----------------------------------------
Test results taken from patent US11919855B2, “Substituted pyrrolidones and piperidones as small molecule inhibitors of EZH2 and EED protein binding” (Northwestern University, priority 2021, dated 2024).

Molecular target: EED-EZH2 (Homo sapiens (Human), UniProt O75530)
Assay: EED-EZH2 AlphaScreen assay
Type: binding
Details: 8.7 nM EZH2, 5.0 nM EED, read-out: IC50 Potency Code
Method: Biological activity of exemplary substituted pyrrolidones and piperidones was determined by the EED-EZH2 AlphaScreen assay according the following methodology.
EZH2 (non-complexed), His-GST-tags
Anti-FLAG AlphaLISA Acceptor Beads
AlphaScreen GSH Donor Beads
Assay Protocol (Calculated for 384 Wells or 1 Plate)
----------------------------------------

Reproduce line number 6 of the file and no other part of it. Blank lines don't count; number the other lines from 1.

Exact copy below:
Method: Biological activity of exemplary substituted pyrrolidones and piperidones was determined by the EED-EZH2 AlphaScreen assay according the following methodology.